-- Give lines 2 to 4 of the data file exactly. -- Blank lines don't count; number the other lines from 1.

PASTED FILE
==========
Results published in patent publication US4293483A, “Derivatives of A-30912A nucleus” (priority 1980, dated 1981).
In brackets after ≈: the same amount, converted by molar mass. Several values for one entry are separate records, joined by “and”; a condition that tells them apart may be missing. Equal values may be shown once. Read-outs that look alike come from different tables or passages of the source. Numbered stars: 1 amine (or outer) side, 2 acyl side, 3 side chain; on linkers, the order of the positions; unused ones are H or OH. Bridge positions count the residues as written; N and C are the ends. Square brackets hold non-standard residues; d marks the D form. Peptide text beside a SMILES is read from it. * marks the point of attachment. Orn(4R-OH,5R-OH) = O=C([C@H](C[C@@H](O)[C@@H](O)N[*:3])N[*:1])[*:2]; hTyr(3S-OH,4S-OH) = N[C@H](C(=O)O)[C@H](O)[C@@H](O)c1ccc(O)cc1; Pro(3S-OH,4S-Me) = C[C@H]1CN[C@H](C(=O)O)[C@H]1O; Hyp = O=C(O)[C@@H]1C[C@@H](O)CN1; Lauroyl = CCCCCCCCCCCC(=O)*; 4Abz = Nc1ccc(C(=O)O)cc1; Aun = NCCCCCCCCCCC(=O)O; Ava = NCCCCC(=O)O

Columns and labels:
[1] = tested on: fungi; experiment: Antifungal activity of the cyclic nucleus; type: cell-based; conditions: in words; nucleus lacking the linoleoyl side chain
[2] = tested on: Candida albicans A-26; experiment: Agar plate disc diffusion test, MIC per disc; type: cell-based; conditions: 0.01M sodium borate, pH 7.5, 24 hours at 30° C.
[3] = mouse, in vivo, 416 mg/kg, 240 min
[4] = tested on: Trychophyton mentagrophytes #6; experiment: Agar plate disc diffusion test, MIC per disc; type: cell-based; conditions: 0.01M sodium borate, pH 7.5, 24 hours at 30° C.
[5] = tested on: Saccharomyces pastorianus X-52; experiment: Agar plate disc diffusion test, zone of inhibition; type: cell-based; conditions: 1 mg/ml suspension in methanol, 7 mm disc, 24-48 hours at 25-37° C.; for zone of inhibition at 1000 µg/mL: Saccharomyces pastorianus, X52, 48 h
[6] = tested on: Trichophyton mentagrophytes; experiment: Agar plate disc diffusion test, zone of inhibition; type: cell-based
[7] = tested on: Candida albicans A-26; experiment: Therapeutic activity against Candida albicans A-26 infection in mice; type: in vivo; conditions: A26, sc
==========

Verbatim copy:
In brackets after ≈: the same amount, converted by molar mass. Several values for one entry are separate records, joined by “and”; a condition that tells them apart may be missing. Equal values may be shown once. Read-outs that look alike come from different tables or passages of the source. Numbered stars: 1 amine (or outer) side, 2 acyl side, 3 side chain; on linkers, the order of the positions; unused ones are H or OH. Bridge positions count the residues as written; N and C are the ends. Square brackets hold non-standard residues; d marks the D form. Peptide text beside a SMILES is read from it. * marks the point of attachment. Orn(4R-OH,5R-OH) = O=C([C@H](C[C@@H](O)[C@@H](O)N[*:3])N[*:1])[*:2]; hTyr(3S-OH,4S-OH) = N[C@H](C(=O)O)[C@H](O)[C@@H](O)c1ccc(O)cc1; Pro(3S-OH,4S-Me) = C[C@H]1CN[C@H](C(=O)O)[C@H]1O; Hyp = O=C(O)[C@@H]1C[C@@H](O)CN1; Lauroyl = CCCCCCCCCCCC(=O)*; 4Abz = Nc1ccc(C(=O)O)cc1; Aun = NCCCCCCCCCCC(=O)O; Ava = NCCCCC(=O)O

Columns and labels:
[1] = tested on: fungi; experiment: Antifungal activity of the cyclic nucleus; type: cell-based; conditions: in words; nucleus lacking the linoleoyl side chain